Lessons for entrepreneurs in HuffPo/AOL dealPosted on February 09, 2011 by Janet Coats
The big news in the media world this week is the unexpected announcement that AOL was buying the Huffington Post for $315 million and putting Arianna Huffington in charge of all editorial content for the company.
For a site that was once mocked by mainstream journalists as a celebrity vanity project, this announcement is a milestone in HuffPo’s five-year journey from startup to established site. I still remember the skepticism of some members of the American Society of News Editors when we invited Arianna Huffington to appear on a panel at ASNE’s annual convention to talk about news in the digital age.
I’ll leave it to others, including my husband and business partner Rusty Coats, to analyze the pros and cons of this deal. However it works out, this deal has me thinking about the lessons it can teach other news entrepreneurs.
First, there’s the issue of growing beyond start-up status. Huffington Post was never a bootstrap startup – it began with the advantages of attention and funding. But it also began in an atmosphere of skepticism. In an article in the New York Times about the origins of the site, we’re reminded of the prejudices that dogged blogs and bloggers five years ago – the idea that all blogs were less than professional, run by creepy guys working in their pajamas in their basements.
Beyond Huffington Post’s celebrity was a strategy, and it is a strategy that took shape with the evolution of digital media during the last five years. HuffPo understood the value of buzz, of search engine optimization, of social media. That’s part of the value that the site brings to AOL – an understanding of how information moves through social networks instead of through single channels.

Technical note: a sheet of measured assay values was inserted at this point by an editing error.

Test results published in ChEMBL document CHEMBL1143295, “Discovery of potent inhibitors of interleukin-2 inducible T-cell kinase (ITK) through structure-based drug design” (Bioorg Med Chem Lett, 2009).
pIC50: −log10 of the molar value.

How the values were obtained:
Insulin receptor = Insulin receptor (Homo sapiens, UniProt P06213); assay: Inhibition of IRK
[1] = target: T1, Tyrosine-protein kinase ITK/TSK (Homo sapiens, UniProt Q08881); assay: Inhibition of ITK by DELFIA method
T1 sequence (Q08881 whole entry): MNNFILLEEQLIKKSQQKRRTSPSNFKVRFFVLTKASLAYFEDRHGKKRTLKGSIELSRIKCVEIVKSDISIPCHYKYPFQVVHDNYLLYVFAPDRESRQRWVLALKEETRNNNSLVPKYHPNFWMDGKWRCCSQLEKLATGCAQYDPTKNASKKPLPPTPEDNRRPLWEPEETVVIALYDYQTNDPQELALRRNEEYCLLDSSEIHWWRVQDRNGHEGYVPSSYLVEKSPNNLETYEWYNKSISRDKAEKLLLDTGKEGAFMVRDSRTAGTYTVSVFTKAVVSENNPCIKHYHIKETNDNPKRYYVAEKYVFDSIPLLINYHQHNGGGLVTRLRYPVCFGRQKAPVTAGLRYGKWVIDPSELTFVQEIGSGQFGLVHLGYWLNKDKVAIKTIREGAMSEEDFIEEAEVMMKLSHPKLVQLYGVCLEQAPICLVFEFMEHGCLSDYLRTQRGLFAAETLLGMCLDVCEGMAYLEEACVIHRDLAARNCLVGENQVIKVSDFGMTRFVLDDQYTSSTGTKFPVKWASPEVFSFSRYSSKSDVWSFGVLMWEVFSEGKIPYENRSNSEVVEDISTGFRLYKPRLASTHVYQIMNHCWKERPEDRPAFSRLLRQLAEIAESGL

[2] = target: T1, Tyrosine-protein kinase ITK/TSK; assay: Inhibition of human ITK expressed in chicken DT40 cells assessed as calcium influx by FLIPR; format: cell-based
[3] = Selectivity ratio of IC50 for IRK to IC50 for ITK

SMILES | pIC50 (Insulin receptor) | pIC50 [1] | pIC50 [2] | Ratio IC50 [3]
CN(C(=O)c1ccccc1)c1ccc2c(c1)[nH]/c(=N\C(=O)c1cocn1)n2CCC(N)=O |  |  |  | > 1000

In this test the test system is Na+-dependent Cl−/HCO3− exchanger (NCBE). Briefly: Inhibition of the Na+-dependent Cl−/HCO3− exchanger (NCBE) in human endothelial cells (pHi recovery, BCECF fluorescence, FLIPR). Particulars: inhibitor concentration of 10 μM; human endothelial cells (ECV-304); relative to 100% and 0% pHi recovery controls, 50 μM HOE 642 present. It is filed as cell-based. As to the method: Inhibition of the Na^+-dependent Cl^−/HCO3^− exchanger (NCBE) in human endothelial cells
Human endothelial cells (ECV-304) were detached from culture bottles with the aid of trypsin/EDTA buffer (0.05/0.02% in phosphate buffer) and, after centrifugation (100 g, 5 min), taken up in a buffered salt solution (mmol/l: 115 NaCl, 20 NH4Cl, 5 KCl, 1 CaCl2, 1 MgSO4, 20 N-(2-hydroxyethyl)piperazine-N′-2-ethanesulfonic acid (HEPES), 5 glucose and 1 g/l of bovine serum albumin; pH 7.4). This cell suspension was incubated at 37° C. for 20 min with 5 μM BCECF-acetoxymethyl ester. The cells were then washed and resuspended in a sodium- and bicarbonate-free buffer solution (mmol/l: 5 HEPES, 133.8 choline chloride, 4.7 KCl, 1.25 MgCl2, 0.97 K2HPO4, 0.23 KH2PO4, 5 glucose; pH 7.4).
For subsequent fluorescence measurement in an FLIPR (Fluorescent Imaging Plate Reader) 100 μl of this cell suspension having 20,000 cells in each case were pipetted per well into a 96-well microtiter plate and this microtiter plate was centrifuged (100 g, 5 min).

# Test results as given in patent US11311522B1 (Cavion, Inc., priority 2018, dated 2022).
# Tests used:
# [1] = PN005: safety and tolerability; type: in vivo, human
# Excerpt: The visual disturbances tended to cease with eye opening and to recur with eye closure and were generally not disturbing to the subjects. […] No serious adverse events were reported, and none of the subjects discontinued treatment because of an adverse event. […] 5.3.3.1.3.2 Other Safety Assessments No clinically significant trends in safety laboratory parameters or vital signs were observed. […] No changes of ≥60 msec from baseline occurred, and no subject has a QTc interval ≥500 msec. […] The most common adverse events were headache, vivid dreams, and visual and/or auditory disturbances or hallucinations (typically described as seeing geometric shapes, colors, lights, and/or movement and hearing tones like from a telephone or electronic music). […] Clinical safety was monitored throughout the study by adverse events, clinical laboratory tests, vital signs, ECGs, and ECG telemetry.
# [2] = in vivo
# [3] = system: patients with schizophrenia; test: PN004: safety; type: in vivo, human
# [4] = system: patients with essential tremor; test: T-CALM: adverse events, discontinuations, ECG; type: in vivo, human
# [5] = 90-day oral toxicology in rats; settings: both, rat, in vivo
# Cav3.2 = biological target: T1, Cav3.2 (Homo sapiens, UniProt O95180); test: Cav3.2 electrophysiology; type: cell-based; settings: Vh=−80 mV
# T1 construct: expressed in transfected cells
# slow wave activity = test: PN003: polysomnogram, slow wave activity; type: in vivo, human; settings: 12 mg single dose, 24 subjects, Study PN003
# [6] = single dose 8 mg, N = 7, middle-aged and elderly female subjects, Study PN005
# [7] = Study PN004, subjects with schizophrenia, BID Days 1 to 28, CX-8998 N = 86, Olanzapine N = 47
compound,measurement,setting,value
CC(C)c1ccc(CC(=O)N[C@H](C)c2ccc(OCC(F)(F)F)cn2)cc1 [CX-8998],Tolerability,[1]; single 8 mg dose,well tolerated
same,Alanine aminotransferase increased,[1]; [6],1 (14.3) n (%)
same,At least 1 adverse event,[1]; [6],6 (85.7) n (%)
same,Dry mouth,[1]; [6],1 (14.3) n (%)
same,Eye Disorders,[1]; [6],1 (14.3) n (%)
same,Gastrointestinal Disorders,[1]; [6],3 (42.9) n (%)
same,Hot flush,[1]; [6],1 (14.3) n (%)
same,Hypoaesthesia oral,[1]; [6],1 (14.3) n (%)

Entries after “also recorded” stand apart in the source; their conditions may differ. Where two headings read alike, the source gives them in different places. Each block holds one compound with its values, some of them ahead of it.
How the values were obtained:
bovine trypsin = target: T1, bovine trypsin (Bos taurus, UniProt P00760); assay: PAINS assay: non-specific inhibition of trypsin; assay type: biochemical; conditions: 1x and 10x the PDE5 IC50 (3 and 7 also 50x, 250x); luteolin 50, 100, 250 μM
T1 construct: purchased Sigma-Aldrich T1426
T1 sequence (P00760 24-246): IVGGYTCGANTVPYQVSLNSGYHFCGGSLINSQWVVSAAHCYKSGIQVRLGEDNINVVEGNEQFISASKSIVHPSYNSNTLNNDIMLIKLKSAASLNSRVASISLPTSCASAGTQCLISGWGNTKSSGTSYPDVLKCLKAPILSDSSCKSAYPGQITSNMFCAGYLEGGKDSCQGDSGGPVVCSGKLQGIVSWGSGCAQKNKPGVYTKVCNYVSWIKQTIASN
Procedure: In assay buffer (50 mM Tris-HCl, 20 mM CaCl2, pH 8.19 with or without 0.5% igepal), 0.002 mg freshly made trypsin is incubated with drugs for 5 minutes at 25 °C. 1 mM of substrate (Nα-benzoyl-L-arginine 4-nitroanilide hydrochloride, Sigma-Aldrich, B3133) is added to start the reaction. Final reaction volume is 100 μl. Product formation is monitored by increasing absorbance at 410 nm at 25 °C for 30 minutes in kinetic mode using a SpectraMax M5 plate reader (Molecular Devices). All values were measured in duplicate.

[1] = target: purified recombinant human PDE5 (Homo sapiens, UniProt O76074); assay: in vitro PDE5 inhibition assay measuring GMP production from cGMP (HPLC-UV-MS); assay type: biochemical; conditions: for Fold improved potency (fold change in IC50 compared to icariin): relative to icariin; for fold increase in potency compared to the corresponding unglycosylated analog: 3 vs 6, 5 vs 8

But it’s not Huffington Post’s approach that provides the lesson for other entrepreneurs. It is the understanding of the space you occupy, scanning that space for new opportunities that are a fit with your mission, and the strategic development of tools and business strategies to help you execute on that mission. It is not enough to have a good initial idea. You have to develop the strategies and organizational discipline to execute on it, and the metrics to help you track your progress – or tell you when you are off course.
The second lesson is one I’ve written about before: being open to sometimes unlikely alliances.
I dare say almost no one saw the AOL/HuffPo deal on the horizon. You can debate about whether this marriage is a good one (and plenty of pundits have), but each party has been able to articulate pretty clearly what they hope to get out of joining forces. Huffington Post sees a chance to expand its audience; AOL sees an opportunity for a stronger editorial identity and social media strategy.
It is tempting for any entrepreneur to believe that he can go it alone, purely on the basis of his ideas. But there comes a point in the evolution of any good idea when you need to adjust your scale. You will need an infusion of cash, capacity or intellectual capital somewhere along the line. Rare is the entrepreneur who can bring all the assets she’ll need to succeed to her enterprise; at some point, you’ll partners who help complete the picture.
The key, of course, is choosing partners who can truly do that, who are additive to your work and who won’t dilute or misdirect it. That’s where really understanding who you are – and who you aren’t – comes into play. We’ll see over time whether Arianna Huffington and Tim Armstrong of AOL chose well. Either way, this is a cultural merger to watch, for all the lessons it can teach the rest of us about partnership and identity in the digital age.
Learn about these and other concepts used in TPF's approach to philanthropy.
SHARE THIS POST: